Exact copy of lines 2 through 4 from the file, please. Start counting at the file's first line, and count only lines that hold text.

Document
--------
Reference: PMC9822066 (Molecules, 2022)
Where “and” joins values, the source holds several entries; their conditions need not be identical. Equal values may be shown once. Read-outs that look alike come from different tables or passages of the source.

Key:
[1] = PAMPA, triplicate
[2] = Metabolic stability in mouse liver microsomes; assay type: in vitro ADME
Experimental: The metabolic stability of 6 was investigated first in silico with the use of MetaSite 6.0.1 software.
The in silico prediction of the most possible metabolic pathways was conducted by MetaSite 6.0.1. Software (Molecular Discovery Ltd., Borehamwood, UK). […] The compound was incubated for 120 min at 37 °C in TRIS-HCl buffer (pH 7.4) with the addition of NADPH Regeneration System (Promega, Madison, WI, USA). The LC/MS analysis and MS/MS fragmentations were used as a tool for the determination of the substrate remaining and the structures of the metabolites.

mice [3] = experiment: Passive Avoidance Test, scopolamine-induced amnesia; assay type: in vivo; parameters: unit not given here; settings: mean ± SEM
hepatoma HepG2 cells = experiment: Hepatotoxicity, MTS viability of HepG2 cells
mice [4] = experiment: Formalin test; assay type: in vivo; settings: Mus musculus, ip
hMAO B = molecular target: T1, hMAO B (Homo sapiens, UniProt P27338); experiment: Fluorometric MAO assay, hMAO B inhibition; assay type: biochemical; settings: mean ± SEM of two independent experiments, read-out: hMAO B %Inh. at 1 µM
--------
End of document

Where “and” joins values, the source holds several entries; their conditions need not be identical. Equal values may be shown once. Read-outs that look alike come from different tables or passages of the source.

Key:
[1] = PAMPA, triplicate